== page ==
Studying the Fracture Strength of an Analogue Tibia with FEA

Mark Virginia
Senior Application Engineer, Altair

Plates and screws are common orthopedic devices used to stabilize fractured bones. When this hardware is removed, holes remain where the screws were located creating stress concentrations that can result in re-fracture.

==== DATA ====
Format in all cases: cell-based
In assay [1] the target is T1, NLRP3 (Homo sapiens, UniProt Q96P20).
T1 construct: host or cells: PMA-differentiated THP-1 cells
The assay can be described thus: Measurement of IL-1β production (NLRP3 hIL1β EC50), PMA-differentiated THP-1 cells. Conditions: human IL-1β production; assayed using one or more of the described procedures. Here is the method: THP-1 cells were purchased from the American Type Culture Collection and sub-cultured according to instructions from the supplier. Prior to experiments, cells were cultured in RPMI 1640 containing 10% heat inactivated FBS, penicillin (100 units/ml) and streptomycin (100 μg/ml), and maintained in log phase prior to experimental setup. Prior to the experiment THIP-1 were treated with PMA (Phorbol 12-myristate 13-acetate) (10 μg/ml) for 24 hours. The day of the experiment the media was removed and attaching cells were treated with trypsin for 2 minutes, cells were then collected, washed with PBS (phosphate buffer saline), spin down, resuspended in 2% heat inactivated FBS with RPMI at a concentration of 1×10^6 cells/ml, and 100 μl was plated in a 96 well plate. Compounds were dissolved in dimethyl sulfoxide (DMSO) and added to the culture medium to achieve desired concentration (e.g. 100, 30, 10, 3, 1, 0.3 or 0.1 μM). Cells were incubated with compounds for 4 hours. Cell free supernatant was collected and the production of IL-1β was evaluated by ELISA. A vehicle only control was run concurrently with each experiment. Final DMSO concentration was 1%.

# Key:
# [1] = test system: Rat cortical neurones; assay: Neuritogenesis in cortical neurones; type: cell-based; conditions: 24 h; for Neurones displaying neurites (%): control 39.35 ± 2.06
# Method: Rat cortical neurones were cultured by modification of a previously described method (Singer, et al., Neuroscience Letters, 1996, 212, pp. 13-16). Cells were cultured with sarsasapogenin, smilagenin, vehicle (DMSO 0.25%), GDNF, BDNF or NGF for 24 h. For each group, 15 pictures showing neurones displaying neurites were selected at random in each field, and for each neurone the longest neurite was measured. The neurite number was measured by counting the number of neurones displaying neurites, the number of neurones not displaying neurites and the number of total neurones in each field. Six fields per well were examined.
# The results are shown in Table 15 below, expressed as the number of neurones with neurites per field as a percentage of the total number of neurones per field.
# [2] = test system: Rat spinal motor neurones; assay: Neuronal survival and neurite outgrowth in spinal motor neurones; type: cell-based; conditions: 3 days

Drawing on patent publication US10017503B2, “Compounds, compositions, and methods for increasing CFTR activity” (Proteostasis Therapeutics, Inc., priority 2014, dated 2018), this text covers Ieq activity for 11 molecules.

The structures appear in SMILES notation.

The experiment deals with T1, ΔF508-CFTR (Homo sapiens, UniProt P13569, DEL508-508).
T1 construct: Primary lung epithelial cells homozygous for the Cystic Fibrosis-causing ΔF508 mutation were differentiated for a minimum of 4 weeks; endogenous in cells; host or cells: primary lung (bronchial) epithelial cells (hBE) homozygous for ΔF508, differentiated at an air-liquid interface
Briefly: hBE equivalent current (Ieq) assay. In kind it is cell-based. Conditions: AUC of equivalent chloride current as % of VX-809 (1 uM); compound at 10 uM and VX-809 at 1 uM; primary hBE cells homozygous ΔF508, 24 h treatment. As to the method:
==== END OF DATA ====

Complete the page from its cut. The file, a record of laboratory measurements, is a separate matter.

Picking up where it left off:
This article is based upon a study conducted by Kimberly Reuters from the Center of Innovation for Biomaterials in Orthopaedic Research, National Institute for Aviation Research and others on using a FE model to simulate experimental research evaluating the torsional fracture strength of an analogue tibia with screw holes. Seven configurations of the FE model were analyzed, and the FE results were compared against the experimental data and between the different FE configurations. The objectives of the study were: To develop a FE model to simulate an ultimate torsional test of the analogue tibia with three screw holes; To investigate how long bone torsional fracture is affected by holes and rotation direction; and investigate how the FE results are affected by changes to the failure model, element size, and simplification of the model’s geometry.

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